were inspired by World Of Warcraft
creatures of the same name
- as well as Graboids
from the Tremors Franchise
. Real world information about Isopods
has been used to fill in gaps in information in order to round out the creature and adapt them specifically to the Saleh'Alire setting. The 5th edition Dungeons and Dragons
Bahar statblock however, has been homebrewed by Anna Boyett
and may be used with proper credit to the author (Anna Boyett)
and setting (Saleh'Alire)
Having seven segmented legs and being native to the deserts of Tolara
, Bahar are one of the fastest fully terrestrial creatures in the area. And while Bahar from the Gahiji Mountains
cannot burrow and instead spend their times in caves, the Common Bahar is an adept burrowers, and can move quickly underground through the sand. For obvious reasons, however, it has been all but impossible to directly observe them while underground. Limited surface observation, however, show that the sand above a Bahar's route is sometimes humped- consistent with a writhing or flexing mode of travel close to the surface.
Regardless of their type or native region, all Bahar possess Tremorsense
- allowing them to accurately sense the location of other creatures. This includes burrowing creatures and any others in contact with the ground; this sense does not allow them to detect creatures in flight, however, making the Wyvern one of their largest known predators.
Without eyes, Bahar are also immune to conditions which could charm them, and also cannot see illusions. They are aware of their surroundings, however, having a set of primitive ears located just behind the side barbs of their hammer shaped heads. These primitive ears allow Bahar to communicate with one another both underground and above through a series of low clicking noises and rumbles.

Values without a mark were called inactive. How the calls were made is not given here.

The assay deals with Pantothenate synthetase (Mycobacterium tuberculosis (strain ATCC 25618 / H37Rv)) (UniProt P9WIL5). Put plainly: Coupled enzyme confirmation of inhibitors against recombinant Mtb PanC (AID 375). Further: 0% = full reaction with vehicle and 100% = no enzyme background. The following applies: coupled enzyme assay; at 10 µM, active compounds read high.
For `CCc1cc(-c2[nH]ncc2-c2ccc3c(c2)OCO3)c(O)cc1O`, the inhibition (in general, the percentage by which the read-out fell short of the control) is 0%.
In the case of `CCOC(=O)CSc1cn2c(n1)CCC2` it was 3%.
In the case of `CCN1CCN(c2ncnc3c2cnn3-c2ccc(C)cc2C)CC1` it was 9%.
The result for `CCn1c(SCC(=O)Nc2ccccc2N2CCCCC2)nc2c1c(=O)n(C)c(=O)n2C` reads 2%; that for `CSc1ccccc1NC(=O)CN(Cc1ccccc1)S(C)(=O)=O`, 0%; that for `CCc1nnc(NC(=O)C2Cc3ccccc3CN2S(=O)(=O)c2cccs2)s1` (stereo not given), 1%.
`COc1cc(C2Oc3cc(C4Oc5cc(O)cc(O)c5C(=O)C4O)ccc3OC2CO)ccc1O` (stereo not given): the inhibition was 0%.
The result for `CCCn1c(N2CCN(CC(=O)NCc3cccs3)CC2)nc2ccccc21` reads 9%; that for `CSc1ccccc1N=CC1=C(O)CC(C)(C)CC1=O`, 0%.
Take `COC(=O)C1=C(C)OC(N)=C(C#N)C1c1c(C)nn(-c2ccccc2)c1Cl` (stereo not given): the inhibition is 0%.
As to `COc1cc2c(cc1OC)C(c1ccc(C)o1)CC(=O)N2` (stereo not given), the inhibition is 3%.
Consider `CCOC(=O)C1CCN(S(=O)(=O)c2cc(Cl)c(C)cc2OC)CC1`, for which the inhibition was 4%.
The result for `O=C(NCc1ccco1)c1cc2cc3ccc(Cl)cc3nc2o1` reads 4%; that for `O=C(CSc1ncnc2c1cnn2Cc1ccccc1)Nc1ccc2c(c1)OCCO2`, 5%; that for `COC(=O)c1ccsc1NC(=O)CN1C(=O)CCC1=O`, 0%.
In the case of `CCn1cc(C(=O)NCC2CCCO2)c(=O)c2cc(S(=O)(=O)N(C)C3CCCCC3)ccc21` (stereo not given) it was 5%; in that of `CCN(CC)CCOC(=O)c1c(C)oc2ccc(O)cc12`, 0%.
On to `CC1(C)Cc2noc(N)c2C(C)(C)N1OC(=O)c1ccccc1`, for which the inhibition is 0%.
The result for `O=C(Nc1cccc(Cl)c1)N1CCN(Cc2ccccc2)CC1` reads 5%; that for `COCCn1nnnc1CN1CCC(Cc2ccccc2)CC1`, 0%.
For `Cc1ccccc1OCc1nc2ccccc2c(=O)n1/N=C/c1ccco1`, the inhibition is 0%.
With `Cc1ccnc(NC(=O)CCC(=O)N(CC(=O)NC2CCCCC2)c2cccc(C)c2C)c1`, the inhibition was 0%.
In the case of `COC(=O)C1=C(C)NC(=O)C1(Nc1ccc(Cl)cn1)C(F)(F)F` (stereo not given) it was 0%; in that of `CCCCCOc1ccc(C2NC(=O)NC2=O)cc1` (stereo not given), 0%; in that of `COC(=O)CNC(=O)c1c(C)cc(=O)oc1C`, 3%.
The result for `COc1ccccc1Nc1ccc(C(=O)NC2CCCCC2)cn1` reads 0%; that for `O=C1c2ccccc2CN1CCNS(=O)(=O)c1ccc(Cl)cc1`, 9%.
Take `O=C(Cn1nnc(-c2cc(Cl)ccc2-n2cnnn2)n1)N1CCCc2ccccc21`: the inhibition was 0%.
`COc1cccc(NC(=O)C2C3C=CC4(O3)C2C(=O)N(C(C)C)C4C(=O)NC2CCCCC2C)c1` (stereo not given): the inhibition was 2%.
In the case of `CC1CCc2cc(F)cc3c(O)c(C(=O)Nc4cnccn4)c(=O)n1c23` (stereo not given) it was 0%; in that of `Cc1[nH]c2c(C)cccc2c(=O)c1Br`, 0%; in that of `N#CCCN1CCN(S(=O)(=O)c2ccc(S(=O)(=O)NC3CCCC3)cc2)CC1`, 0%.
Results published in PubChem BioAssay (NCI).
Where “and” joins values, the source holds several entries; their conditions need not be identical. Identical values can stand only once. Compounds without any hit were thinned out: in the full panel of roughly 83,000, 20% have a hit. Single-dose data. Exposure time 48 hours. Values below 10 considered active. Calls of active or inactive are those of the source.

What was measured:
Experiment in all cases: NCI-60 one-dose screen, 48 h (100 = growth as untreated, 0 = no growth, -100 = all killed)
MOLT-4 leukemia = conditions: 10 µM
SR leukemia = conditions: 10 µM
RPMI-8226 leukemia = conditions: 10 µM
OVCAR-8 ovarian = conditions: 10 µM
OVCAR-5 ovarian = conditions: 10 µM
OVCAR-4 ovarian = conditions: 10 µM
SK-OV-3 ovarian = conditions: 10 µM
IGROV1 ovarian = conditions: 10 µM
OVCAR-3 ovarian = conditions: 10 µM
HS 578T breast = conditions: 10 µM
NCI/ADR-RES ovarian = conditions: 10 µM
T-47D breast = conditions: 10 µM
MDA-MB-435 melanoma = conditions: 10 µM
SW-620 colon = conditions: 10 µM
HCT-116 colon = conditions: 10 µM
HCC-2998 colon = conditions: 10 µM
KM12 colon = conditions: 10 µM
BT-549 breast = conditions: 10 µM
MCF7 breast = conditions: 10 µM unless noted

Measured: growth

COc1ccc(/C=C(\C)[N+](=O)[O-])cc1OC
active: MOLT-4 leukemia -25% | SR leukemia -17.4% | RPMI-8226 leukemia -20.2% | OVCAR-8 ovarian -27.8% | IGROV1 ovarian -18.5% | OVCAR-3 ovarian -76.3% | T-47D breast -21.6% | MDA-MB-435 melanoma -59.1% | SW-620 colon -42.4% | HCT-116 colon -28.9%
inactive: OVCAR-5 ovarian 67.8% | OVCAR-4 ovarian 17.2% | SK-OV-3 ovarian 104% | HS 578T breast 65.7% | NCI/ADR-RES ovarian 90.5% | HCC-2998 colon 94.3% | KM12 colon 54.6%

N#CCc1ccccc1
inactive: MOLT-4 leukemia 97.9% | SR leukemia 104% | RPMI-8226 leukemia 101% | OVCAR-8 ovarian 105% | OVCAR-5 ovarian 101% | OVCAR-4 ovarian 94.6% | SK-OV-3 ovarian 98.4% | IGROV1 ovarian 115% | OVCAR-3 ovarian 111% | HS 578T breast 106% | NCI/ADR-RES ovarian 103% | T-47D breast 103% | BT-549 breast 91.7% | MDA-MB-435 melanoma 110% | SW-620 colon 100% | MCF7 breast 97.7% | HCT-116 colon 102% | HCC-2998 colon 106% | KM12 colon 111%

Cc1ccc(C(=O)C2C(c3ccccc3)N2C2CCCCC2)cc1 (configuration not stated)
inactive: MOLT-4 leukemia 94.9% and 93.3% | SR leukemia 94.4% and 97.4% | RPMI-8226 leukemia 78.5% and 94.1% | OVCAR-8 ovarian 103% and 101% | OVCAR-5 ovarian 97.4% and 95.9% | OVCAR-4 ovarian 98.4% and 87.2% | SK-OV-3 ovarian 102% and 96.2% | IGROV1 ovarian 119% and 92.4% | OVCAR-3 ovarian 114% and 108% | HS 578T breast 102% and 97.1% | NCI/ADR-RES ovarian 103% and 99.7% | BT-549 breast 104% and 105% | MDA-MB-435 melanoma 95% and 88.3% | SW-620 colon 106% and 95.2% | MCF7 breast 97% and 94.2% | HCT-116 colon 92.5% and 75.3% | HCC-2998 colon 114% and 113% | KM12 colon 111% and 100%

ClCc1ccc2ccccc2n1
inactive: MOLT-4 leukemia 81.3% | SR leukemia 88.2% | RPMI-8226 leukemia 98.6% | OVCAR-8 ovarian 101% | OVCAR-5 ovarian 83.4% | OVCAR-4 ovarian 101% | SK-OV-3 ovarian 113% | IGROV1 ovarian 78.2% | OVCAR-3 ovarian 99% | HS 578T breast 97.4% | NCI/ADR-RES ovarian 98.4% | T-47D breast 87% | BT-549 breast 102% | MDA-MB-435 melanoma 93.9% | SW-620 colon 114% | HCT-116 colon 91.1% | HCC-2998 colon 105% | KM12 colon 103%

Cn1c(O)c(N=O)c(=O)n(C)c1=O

Domestication Uses & Benefits
Bahar sensitive little thing. Dumb but spooks easy, and mean... You must sneak up on them like Sand Spider- slow, light, and steady. 'Tis why Tabaxi are better Bahar catchers; Khenra too loud, Human too heavy. Only Tabaxi is just right every time!
— Shadow of Clouds, Tabaxi Nomad (Mud River Clan)
Bahar are typically kept by inhabitants of the Chisisi Desert
and its surrounding regions as a terrestrial mount, due to its size, weight, and speed.
Lacking any significant intelligence, they're easy to capture and train- and though breeding has so far been unsuccessful in captivity, their plentiful nature means there's no short supply of them in the wilds; despite their unintelligent nature, however, Bahar are territorial and aggressive by nature, with those in the Gahiji Mountains
being far more so than the Common Bahar found elsewhere.
Today only the Wyvern is prefered over the Bahar, but they're less common due to their more aggressive nature, and higher difficulty to capture and train; most Ilerians and Enethians have at least one in their possession, used for trade and travel similar to horses in other regions. But the Ileri and Enethi were initially taught to domesticate them by the native Khenra, who also taught the desert dwelling Tabaxi and Fire Genasi when they moved into the region.
Excellent flavor texts. Nice article and description of wild and domestic.
Thank you, love <3 Glad you enjoyed!
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Dr Emily Vair-Turnbull
I love these guys! I want one! I have a soft spot for isopods... even giant ones. I like that you describe both the behaviour of wild bahar and also their domestication. I enjoy the image of a giant ball of spooked bahar more than I should.
One of my players said they wanted me to write about fish, the other wanted something lizardy. My brain went "graboids from tremors" and "the Krolusks from WoW" for some reason... And these cuties are the result. my players have taken to calling them "Himbo Bugs" because I once described them as being "cute but dumb as rocks". I regret my choices, lol. But I'm glad you love them!
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Dr Emily Vair-Turnbull
Himbo bugs!! Ha, I love it.